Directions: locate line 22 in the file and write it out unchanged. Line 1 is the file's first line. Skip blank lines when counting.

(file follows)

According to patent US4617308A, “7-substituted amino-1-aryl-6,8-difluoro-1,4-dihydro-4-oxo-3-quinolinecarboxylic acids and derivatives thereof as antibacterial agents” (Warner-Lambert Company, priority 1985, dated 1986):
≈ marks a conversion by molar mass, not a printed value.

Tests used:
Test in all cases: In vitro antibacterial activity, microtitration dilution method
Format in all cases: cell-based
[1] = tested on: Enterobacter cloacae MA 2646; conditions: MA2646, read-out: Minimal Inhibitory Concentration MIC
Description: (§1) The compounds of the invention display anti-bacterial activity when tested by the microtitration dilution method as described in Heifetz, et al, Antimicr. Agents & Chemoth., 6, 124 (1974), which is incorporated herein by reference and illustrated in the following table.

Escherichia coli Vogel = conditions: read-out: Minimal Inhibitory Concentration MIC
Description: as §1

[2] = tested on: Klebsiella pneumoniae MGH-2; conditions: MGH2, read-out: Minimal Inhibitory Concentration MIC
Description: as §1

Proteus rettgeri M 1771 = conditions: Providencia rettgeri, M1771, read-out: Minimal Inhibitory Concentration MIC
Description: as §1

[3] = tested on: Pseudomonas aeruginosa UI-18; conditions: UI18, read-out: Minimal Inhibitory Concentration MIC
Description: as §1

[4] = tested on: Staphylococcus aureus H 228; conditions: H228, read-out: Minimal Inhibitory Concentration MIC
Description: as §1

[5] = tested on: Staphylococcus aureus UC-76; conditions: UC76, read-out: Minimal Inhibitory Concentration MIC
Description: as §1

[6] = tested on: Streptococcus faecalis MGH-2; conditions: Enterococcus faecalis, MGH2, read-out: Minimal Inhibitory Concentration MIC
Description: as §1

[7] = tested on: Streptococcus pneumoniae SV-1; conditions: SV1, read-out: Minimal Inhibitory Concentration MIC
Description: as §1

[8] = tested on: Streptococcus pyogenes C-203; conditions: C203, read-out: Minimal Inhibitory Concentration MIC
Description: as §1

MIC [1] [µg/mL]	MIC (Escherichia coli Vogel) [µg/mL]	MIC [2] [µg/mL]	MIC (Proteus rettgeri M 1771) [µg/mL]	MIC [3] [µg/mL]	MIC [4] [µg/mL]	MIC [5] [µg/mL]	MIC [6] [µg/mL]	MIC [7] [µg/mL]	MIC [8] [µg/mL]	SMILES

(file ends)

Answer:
[7] = tested on: Streptococcus pneumoniae SV-1; conditions: SV1, read-out: Minimal Inhibitory Concentration MIC